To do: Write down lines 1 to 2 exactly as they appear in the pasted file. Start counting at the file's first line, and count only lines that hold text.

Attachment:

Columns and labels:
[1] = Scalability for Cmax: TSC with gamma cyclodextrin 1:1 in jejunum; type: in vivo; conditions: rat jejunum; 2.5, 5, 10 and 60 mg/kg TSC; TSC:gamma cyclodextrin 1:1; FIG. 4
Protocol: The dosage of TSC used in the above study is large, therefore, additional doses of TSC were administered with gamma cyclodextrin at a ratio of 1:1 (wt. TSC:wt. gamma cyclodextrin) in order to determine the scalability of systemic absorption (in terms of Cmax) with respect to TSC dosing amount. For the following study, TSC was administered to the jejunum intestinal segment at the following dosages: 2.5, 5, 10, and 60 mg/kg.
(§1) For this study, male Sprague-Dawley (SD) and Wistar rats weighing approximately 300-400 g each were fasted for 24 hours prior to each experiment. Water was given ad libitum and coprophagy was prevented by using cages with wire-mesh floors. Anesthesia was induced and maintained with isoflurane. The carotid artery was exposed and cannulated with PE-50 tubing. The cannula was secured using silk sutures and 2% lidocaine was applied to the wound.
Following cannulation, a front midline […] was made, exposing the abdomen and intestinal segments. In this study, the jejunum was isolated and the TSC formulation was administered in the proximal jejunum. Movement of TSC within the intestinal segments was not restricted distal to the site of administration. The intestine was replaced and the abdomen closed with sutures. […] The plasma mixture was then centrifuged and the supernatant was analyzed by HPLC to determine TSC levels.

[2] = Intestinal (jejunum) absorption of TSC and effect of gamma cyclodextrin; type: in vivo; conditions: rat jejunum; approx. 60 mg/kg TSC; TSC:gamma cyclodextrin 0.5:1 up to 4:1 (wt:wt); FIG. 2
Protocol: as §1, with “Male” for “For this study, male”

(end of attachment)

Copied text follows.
Columns and labels:
[1] = Scalability for Cmax: TSC with gamma cyclodextrin 1:1 in jejunum; type: in vivo; conditions: rat jejunum; 2.5, 5, 10 and 60 mg/kg TSC; TSC:gamma cyclodextrin 1:1; FIG. 4